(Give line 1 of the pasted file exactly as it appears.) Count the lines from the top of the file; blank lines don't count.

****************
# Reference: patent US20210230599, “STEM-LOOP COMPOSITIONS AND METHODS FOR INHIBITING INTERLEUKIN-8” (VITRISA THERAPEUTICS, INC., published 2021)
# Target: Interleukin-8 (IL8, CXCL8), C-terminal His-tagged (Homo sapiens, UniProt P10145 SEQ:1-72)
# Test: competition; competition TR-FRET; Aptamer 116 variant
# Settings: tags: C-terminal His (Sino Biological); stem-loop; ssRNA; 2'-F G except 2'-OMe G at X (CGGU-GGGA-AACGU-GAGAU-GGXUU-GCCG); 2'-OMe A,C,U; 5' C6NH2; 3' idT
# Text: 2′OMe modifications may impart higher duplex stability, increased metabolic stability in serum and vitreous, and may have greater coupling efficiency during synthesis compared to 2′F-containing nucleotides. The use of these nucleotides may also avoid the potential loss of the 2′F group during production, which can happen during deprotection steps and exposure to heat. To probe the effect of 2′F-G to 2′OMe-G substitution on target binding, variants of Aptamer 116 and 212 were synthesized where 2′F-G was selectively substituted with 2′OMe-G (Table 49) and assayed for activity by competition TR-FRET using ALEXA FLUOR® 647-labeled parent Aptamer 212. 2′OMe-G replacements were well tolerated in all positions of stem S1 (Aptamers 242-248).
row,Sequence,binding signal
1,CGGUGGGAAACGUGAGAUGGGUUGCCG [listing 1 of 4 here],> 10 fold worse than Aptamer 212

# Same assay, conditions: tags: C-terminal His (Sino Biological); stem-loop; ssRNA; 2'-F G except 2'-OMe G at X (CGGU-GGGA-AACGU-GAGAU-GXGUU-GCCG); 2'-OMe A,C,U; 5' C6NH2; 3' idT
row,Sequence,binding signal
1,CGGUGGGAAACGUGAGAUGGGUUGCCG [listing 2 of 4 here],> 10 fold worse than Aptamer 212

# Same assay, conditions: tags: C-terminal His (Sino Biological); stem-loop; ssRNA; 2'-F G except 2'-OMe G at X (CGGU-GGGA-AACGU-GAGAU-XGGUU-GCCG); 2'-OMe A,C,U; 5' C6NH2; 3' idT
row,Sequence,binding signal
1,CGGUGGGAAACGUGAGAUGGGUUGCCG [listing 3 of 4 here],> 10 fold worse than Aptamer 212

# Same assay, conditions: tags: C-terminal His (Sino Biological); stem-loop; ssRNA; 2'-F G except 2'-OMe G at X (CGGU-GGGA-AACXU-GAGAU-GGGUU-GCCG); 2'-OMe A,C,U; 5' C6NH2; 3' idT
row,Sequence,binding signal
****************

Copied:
# Reference: patent US20210230599, “STEM-LOOP COMPOSITIONS AND METHODS FOR INHIBITING INTERLEUKIN-8” (VITRISA THERAPEUTICS, INC., published 2021)